Penningtons Manches wears purple for Pancreatic Cancer Awareness Month

Posted: 10/11/2015


Pancreatic cancer is the tenth most common cancer in the UK with nearly 24 people being diagnosed with the disease every day.

The latest media attention on pancreatic cancer has been about the removal of the only pancreatic cancer drug, Abraxane, from England’s Cancer Drugs Fund. NICE has recently confirmed that it will not be routinely offered for treating pancreatic cancer on the NHS in England on the basis that the drug’s cost does not justify its benefit to patients. 

This decision is very controversial. The drug will remain available to patients in Scotland and Wales on the NHS reigniting concerns over a postcode lottery for cancer treatment in the UK. 

In the face of this disappointing news for pancreatic cancer patients in England, it is more important than ever to increase the awareness of the disease to encourage early diagnosis.
 
Despite its prevalence, pancreatic cancer is one of the lesser known cancers and is inherently difficult to diagnose because of the common lack of symptoms in the early stages. The key is to try to raise awareness of the signs to look out for.  

What is the pancreas? 

The pancreas is a large gland situated in the abdomen between the stomach and the spine. The widest part is called the head, the middle part is called the body and the thin part is called the tail. It is surrounded by a number of other large organs such as the liver, stomach, spleen and intestines.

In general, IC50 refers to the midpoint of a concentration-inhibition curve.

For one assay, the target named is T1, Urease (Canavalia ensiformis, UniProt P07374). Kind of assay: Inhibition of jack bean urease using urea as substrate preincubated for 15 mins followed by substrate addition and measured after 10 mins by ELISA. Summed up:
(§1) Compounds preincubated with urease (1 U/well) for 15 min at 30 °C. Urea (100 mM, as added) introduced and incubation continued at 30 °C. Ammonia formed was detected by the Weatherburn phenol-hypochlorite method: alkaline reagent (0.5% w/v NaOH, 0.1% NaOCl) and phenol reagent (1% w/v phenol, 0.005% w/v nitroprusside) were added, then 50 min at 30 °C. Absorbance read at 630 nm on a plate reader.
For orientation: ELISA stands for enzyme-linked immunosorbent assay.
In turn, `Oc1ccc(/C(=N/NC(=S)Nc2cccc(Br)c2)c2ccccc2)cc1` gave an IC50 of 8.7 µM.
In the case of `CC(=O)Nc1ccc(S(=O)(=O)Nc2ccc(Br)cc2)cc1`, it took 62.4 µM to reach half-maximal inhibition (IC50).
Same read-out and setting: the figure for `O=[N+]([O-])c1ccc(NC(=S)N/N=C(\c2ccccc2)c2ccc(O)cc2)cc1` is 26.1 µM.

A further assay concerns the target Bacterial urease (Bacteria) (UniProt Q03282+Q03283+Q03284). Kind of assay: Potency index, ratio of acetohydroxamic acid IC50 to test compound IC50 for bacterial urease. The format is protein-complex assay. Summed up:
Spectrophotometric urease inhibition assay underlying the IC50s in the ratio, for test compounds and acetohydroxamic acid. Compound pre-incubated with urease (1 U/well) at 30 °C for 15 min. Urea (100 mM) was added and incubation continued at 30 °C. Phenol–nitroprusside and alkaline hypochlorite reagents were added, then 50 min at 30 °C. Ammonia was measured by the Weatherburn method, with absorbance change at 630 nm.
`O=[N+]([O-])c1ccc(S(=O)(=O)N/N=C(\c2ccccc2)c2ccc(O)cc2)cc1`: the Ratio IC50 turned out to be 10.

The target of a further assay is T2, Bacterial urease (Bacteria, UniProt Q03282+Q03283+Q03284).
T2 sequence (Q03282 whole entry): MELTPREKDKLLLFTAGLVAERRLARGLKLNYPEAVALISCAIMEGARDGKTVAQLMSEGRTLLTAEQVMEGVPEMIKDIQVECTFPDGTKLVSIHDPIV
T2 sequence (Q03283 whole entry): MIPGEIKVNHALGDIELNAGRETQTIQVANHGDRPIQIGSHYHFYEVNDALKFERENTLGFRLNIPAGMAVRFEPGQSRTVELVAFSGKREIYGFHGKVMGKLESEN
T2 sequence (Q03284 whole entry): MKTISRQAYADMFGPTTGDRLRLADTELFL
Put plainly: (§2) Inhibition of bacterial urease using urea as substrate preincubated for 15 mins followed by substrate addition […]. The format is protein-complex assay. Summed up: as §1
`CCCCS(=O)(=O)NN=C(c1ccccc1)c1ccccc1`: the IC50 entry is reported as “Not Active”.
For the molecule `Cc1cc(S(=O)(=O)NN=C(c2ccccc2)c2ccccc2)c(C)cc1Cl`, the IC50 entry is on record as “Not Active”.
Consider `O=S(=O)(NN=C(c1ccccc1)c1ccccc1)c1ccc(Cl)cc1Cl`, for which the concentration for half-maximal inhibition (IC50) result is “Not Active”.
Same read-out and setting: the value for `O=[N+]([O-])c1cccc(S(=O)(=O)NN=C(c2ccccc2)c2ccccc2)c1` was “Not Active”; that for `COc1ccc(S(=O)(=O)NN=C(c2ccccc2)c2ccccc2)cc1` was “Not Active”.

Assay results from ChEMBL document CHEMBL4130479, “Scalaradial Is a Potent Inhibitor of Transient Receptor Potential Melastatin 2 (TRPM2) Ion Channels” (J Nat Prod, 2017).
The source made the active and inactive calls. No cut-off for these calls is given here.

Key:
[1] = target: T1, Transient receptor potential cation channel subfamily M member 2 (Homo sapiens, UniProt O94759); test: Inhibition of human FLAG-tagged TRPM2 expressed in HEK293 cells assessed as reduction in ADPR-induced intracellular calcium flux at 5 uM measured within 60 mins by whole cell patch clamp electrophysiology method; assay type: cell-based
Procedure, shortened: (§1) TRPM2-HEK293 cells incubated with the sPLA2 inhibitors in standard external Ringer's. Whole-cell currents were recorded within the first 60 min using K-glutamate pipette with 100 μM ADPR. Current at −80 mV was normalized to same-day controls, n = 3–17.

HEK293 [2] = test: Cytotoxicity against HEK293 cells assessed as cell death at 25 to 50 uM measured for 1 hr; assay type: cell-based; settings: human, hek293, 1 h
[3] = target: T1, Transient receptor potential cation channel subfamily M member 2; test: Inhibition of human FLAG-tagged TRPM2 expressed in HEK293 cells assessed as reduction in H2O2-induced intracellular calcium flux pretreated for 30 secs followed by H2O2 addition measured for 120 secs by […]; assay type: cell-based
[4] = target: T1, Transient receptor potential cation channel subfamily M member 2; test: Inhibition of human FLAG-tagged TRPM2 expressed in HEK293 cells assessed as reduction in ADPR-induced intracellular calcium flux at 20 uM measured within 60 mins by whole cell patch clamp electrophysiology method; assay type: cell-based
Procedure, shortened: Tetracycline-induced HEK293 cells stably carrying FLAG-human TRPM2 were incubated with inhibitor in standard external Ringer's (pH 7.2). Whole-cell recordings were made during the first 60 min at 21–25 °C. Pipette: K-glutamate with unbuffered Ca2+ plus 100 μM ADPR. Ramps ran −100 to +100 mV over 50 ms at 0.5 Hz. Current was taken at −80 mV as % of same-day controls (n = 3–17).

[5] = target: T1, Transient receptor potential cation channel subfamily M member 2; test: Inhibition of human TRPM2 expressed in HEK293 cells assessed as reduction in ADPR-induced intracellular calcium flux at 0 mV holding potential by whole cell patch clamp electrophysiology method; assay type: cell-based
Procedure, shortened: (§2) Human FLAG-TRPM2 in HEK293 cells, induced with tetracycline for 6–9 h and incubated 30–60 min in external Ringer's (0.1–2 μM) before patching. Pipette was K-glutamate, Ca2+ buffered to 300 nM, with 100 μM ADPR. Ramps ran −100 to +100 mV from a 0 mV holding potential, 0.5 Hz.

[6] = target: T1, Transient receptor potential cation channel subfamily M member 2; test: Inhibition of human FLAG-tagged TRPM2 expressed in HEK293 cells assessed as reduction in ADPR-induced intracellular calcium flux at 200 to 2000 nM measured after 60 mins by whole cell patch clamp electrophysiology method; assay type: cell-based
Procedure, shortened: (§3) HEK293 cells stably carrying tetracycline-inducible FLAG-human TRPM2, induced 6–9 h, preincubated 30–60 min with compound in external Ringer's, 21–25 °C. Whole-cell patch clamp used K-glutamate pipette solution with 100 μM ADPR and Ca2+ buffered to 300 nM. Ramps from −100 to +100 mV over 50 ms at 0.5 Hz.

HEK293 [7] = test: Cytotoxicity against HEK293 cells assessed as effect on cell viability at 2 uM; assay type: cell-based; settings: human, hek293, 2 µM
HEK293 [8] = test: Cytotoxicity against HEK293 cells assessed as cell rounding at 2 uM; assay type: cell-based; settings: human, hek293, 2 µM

The pancreas produces enzymes that help break down food so the body can absorb it and it also produces a number of hormones, the most important of which is insulin which helps to regulate the amount of sugar in the blood.

What is pancreatic cancer?

Pancreatic cancer can occur when abnormal cells in the pancreas grow out of control, forming a mass of tissue called a tumour. It can occur in the head, body or tail of the pancreas.
 
There are two main types of pancreatic cancer:

  • Exocrine tumours which start in the cells which create the enzymes to help digestion. This accounts for over 95% of pancreatic cancers.
  • Endocrine tumours which start in the hormone producing cells and account for less than 5% of all pancreatic cancers. 

The two types of cancer are important to distinguish as they produce different symptoms and are diagnosed using different tests. 

What are the symptoms?

The reason pancreatic cancer is so difficult to diagnose is because there are usually few symptoms in the early stages. 

Symptoms may also come and go which means that people can visit their GP a number of times before pancreatic cancer is even considered. The symptoms can also be common to many other illnesses and may not actually be a sign of pancreatic cancer.

The three most common symptoms of exocrine tumours are:

  • Abdominal pain – often a general discomfort in the abdomen which can spread to the back. It can become worse after eating and when lying down. Sitting forward can sometimes relieve the pain.
  • Jaundice – the skin and whites of the eyes turn yellow and there can also be dark urine, pale stools and itchy skin. 
  • Weight loss – losing weight for no known reason, loss of appetite and difficulty in digesting highly fatty food.

Other symptoms can include:

  • Steatorrhoea – stools that are large, pale, oily, floating and smelly (usually the result of undigested highly fatty food)
  • Nausea
  • Indigestion/heartburn
  • Fever and shivering
  • Diabetes
  • Extreme tiredness/fatigue
  • Feeling unusually full after food
  • Unexplained acute inflammation of the pancreas (acute pancreatitis).